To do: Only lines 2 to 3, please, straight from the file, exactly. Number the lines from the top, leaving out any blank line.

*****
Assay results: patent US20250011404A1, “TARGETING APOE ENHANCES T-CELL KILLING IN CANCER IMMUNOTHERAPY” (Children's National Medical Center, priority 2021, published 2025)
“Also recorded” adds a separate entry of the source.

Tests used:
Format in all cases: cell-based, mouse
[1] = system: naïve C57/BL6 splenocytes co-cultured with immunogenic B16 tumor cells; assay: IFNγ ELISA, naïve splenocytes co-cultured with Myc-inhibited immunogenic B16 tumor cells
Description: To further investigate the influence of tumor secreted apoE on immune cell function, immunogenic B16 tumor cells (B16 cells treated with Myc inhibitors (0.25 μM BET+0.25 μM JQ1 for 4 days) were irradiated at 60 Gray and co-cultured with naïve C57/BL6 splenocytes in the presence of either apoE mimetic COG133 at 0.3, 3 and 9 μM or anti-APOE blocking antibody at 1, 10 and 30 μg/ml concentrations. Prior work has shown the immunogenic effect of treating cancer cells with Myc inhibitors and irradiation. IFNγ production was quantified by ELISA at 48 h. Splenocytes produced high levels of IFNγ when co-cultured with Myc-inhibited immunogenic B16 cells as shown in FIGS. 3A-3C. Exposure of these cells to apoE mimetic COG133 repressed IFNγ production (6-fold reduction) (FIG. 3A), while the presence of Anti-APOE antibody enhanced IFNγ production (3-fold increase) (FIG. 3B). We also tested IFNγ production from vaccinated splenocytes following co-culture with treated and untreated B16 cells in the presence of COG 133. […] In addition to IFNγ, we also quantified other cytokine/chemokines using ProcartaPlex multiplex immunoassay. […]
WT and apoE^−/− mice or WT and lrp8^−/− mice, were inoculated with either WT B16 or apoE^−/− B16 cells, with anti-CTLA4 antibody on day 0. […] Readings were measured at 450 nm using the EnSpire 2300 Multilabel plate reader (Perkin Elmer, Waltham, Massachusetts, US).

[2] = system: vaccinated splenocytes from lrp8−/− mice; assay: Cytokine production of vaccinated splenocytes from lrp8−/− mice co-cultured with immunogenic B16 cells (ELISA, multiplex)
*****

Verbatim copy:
“Also recorded” adds a separate entry of the source.

Tests used: